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CLOROX CO. v. STERLING WINTHROP

July 26, 1996

THE CLOROX COMPANY, Plaintiff,
v.
STERLING WINTHROP, INC., and RECKITT & COLMAN, INC., Defendants.



The opinion of the court was delivered by: REAL

 Defendants STERLING WINTHROP, INC. (STERLING) and RECKITT & COLMAN, INC. (RECKITT), the owners of the LYSOL trademark, move for summary judgment of this 4 year old dispute with THE CLOROX COMPANY (CLOROX), the owner of the PINE-SOL mark, in which CLOROX claims an agreement with RECKITT over the use of the PINE-SOL mark is a violation of the antitrust laws (Section 1 & 2 Sherman Act) as a restraint on competition in the household cleaning product market.

 After litigation resulting in three settlement agreements negotiated by competent counsel and parties of comparable economic strength, a detailed agreement of permitted use of the PINE-SOL mark was reached.

 This case, when stripped of all the antitrust rhetoric by counsel for CLOROX, is simply an attempt to undo the permission granted by RECKITT'S predecessor in interest evolving to CLOROX to use the PINE-SOL mark in the household cleaning product market.

 To accomplish an undoing of the agreement of 1987 CLOROX strains to engage the help of the antitrust laws. For the reasons set forth herein the motion for summary judgment is GRANTED.

 FACTS

 The dispute has its genesis in the United States Patent & Trademark Office (PTO) in 1952 when MAGNOLIA CHEMICAL CO. (MAGNOLIA) applied for trademark registration of the PINE-SOL mark for a liquid general household cleaner, disinfectant and deodorant. That matter was contested by LEHN & FINK PRODUCTS CORP. (L&F), the owner of the then validly registered LYSOL trademark being used by L&F in the distribution and sale of its LYSOL disinfectant products. The PTO determined that the PINE-SOL mark as presented could be confused with the senior LYSOL trademark and denied registration of the PINE-SOL mark. Armed with the determination of the PTO L&F brought suit against MAGNOLIA, the owner of PINE-SOL, to enjoin use of the PINE-SOL mark in the household cleaner market. That litigation resulted in a settlement agreement giving MAGNOLIA permission to use the infringing PINE-SOL mark in certain defined applications in the household cleaner market. That agreement puts no limitation on the owner of the PINE-SOL mark to compete with the owner of the LYSOL trademark or generally in any area of household cleaning products, including disinfectants, so long as the PINE-SOL mark was not used except as permitted by the agreement. The agreement was addressed only to the use of the PINE-SOL mark on household cleaning products.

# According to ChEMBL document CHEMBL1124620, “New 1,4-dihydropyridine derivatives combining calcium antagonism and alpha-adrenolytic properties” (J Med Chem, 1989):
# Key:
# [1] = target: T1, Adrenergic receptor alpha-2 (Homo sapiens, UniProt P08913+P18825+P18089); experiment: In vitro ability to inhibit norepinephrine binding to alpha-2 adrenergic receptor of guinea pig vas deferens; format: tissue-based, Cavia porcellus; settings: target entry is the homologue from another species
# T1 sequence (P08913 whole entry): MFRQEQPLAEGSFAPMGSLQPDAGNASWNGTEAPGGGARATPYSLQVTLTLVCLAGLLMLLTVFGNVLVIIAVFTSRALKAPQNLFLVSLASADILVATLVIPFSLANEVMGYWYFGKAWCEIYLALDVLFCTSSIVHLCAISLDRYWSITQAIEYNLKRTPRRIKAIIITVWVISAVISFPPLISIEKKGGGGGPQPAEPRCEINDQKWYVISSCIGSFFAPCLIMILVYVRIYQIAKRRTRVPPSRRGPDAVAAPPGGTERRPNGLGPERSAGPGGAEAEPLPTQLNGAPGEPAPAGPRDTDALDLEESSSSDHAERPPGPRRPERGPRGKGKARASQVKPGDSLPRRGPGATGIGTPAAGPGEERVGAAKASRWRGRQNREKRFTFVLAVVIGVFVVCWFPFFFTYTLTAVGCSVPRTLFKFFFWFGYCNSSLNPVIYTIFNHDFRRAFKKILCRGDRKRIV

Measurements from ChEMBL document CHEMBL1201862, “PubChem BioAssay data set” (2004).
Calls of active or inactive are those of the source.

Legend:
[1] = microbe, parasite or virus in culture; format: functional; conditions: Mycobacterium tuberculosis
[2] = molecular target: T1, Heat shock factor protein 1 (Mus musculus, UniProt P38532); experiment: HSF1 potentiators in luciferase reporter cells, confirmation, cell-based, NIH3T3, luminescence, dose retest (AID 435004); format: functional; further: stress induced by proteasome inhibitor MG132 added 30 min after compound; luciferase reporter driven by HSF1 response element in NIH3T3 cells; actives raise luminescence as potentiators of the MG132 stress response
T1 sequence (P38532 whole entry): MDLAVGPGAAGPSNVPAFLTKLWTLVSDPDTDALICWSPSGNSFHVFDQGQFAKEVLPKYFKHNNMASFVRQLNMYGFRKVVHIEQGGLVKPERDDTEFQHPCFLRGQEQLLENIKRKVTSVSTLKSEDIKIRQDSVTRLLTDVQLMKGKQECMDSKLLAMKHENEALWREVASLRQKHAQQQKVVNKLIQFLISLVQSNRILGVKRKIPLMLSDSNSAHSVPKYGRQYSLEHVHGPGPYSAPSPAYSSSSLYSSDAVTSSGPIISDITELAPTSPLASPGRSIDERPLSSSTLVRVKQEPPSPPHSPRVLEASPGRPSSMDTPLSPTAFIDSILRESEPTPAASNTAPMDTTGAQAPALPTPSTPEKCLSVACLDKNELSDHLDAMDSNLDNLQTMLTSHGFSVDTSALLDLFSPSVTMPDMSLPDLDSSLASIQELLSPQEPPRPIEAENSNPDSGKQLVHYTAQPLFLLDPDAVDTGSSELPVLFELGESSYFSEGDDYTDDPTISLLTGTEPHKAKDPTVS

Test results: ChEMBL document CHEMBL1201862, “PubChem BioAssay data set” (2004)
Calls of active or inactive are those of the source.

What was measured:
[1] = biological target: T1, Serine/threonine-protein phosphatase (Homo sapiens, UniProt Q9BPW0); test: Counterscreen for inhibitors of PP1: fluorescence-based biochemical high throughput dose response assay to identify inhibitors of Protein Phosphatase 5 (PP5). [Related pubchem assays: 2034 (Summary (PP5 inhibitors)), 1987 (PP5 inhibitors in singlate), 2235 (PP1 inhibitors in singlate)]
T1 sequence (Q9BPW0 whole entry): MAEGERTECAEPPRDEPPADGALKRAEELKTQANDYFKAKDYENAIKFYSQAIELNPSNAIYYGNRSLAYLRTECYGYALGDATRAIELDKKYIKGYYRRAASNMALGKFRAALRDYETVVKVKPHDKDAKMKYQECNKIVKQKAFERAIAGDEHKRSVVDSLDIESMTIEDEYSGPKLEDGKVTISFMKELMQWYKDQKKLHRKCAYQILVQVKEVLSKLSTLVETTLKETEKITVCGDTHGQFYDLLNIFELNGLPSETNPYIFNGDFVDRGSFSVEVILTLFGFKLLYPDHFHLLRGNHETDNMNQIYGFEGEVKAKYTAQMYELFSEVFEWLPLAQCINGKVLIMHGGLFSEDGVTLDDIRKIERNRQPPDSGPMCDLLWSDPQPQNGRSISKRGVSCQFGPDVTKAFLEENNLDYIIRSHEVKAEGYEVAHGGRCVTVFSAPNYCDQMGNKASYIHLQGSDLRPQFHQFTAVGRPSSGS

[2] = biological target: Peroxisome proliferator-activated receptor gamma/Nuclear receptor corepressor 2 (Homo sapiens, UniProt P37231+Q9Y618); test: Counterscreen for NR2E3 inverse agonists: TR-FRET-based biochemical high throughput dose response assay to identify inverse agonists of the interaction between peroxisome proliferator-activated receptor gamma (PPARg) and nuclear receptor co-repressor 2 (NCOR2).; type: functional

The 1952 agreement was superseded by agreements in 1967 and 1987 each resulting from settlement of litigation involving the permitted uses of the PINE-SOL mark. In each of the 1967 or 1987 agreement there was and is no prohibition on the owner of the PINE-SOL mark to compete in the household cleaning products with LYSOL, including disinfectant products, with any mark other than PINE-SOL as limited by the agreements.

 The 1987 agreement provides that CLOROX may use the PINE-SOL mark without limitation on any product so long as it is not advertised as a disinfectant and may market any product as a disinfectant with the endorsement "From PINE-SOL" or "From the Makers of PINE-SOL." Up to the time of this litigation CLOROX has not chosen to utilize that option.